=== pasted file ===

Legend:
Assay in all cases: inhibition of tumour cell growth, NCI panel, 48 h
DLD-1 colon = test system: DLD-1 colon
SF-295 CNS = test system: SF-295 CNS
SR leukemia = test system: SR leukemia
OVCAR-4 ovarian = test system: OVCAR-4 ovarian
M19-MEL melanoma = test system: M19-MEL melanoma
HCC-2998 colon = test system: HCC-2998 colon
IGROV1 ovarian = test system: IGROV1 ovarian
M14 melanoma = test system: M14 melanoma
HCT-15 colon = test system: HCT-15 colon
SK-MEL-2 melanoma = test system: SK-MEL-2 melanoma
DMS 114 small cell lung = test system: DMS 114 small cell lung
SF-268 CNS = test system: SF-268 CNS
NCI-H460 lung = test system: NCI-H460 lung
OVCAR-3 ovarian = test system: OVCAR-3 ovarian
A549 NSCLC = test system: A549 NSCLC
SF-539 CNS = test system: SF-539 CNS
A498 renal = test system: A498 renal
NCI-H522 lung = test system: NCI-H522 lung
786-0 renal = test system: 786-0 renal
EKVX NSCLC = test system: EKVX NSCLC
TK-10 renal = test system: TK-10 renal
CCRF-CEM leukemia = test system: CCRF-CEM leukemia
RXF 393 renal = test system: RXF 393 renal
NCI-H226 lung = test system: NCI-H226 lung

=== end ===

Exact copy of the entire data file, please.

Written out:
Legend:
Assay in all cases: inhibition of tumour cell growth, NCI panel, 48 h
DLD-1 colon = test system: DLD-1 colon
SF-295 CNS = test system: SF-295 CNS
SR leukemia = test system: SR leukemia
OVCAR-4 ovarian = test system: OVCAR-4 ovarian
M19-MEL melanoma = test system: M19-MEL melanoma
HCC-2998 colon = test system: HCC-2998 colon
IGROV1 ovarian = test system: IGROV1 ovarian
M14 melanoma = test system: M14 melanoma
HCT-15 colon = test system: HCT-15 colon
SK-MEL-2 melanoma = test system: SK-MEL-2 melanoma
DMS 114 small cell lung = test system: DMS 114 small cell lung
SF-268 CNS = test system: SF-268 CNS
NCI-H460 lung = test system: NCI-H460 lung
OVCAR-3 ovarian = test system: OVCAR-3 ovarian
A549 NSCLC = test system: A549 NSCLC
SF-539 CNS = test system: SF-539 CNS
A498 renal = test system: A498 renal
NCI-H522 lung = test system: NCI-H522 lung
786-0 renal = test system: 786-0 renal
EKVX NSCLC = test system: EKVX NSCLC
TK-10 renal = test system: TK-10 renal
CCRF-CEM leukemia = test system: CCRF-CEM leukemia
RXF 393 renal = test system: RXF 393 renal
NCI-H226 lung = test system: NCI-H226 lung